The first person narrative of Discourse is felt in literature. Mrs. Dalloway is famed for its stream of consciousness storytelling, in which the reader exists inside the mind of Clarissa Dalloway for most of Woolf’s masterpiece. James Joyce’s Ulysses, perhaps the hallmark of modern literature, is similar. Both reach widely different conclusions about meaning and existence, yet they are indebted to Descartes’ style.
And then there’s the estranged 19th century French surrealist writer Alfred Jarry. He developed ‘pataphysics (the apostrophe is intentional), or the study of what lies beyond the realm of metaphysics. If ‘pataphysics sounds like the product of a drug induced dorm room bull session, that is probably because it was. Jarry was not a sober fellow (drug and alcohol abuse likely caused a fatal case of tuberculosis), yet he managed to influence numerous 20th century writers including Philip Dick, who wrote the story that inspired Blade Runner, and laid the groundwork for the Theatre of the Absurd movement (Samuel Beckett was an admirer).
Here’s the circuitous problem Descartes ran into: even if we can answer a question like “what caused God?” or “what’s real” we’ll still wonder what caused the cause or if what we call reality is, in fact, real, ad infinitum. Yet where Descartes failed modern art thrived. The erudite French philosopher sparked our metaphysical and epistemological urges to wonder about the Truth and Reality with intense skepticism, setting the stage for filmmakers, writers and artists of the last 150 years to explore this craving with a more creative lens.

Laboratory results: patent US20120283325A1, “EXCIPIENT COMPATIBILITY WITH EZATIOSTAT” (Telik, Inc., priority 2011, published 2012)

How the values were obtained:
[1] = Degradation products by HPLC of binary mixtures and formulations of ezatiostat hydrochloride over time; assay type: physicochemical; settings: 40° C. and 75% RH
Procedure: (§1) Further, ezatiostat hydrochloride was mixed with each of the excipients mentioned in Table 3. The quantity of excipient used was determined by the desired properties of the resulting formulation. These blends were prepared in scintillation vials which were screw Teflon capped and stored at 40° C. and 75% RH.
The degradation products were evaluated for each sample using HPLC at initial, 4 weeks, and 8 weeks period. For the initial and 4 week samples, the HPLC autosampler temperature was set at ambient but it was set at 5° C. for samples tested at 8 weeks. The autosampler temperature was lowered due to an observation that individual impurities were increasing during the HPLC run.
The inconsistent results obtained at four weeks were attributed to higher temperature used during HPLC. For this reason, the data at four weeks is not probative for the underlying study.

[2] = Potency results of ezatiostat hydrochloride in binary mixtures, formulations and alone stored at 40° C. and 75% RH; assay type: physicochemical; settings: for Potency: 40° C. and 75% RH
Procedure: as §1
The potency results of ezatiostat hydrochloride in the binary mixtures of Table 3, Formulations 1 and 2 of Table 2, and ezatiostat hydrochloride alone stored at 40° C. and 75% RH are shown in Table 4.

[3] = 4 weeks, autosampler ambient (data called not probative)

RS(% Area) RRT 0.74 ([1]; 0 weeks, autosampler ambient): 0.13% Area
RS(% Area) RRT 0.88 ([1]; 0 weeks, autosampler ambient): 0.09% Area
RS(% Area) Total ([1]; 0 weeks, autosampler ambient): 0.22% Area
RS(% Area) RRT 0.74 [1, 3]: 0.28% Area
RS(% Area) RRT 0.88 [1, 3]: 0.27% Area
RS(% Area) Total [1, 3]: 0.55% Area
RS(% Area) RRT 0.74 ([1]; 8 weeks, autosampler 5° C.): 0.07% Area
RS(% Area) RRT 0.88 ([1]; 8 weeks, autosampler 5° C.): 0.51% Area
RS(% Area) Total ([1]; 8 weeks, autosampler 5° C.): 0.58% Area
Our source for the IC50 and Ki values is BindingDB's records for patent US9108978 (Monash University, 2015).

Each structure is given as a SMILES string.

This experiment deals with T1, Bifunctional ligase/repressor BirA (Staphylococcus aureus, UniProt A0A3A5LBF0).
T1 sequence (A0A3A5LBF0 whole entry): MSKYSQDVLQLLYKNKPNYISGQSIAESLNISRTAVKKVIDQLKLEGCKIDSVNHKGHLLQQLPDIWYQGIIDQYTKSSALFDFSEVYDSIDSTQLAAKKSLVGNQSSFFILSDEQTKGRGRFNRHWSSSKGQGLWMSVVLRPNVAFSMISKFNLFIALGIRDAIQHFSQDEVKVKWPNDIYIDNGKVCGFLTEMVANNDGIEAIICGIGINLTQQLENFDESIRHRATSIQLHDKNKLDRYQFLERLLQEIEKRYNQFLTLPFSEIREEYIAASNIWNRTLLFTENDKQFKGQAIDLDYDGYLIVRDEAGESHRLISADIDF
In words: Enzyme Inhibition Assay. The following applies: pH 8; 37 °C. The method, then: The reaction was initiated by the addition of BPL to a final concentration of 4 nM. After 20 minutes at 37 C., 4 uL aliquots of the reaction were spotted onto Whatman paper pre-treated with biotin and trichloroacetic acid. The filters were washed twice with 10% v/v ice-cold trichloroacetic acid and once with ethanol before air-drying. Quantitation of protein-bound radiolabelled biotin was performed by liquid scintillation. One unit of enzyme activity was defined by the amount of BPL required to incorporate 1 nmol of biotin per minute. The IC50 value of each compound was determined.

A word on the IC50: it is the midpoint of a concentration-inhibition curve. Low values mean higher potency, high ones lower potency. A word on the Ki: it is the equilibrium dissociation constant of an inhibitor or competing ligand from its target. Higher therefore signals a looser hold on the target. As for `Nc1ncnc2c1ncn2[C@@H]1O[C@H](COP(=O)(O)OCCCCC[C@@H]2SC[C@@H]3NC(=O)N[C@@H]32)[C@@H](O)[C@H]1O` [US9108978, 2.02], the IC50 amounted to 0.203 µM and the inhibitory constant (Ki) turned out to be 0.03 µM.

They did this because they were in on a secret, even if they didn't realize it: the pleasure of philosophical skepticism is exploring the questions, not answering them. The Matrix doesn't solve Descartes’ worries, it only promises to show you, as Morpheus says to Neo, “how deep the rabbit hole goes.” The ending of Inception similarly leaves the audience in doubt, as Cobb’s reality-testing spinning top continues to spin when the screen goes black.
Philosophers lack these theatrics as evident by the countless careers spent trying to prove, with certainty, a useless metaphysical platitude. Maybe this is because philosophers are easily lured into the false feeling that we can answer the unanswerable. Regardless, writers and filmmakers haven’t taken the bait. They know, as the cliché goes, that it’s the journey and not the destination.
There is a particular wonder one receives from thinking about why there is something rather than nothing, and realizing that if we somehow answered that question, we would just ask the original question all over again. This was Jarry’s insight, and I suspect it has at one point or another infiltrated every mind. If we take a clue from modern artists, it is to sustain that wonder, to explore it, but not solve it. Skepticism, after all, is Descartes’ legacy.